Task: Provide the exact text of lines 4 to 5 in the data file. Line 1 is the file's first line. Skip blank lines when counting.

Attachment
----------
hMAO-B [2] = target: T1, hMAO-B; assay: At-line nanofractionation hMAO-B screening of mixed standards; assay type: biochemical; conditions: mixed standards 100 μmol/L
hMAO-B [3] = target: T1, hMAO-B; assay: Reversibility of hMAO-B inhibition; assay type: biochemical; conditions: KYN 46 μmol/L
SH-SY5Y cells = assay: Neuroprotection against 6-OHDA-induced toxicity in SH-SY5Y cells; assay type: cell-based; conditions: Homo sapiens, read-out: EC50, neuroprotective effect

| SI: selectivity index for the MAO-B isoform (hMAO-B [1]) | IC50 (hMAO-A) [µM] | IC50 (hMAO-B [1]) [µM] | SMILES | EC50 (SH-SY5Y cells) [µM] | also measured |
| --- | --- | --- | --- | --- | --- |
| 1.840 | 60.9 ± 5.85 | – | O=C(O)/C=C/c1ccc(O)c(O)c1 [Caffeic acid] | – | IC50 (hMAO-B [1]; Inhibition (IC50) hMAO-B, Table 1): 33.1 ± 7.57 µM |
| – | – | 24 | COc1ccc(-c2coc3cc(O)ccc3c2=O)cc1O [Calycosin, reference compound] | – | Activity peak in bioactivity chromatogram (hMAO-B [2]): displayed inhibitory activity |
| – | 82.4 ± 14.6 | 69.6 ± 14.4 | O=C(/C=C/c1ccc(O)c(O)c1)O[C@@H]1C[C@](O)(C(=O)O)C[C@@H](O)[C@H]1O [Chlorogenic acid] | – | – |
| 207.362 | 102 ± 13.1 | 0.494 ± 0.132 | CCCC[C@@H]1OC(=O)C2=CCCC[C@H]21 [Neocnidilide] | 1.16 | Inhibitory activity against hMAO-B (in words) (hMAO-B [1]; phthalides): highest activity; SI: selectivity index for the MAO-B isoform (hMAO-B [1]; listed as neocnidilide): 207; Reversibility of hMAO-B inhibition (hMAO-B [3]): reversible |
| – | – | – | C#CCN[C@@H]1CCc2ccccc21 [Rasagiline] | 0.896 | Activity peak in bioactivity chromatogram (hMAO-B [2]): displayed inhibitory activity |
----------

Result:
| SI: selectivity index for the MAO-B isoform (hMAO-B [1]) | IC50 (hMAO-A) [µM] | IC50 (hMAO-B [1]) [µM] | SMILES | EC50 (SH-SY5Y cells) [µM] | also measured |
| --- | --- | --- | --- | --- | --- |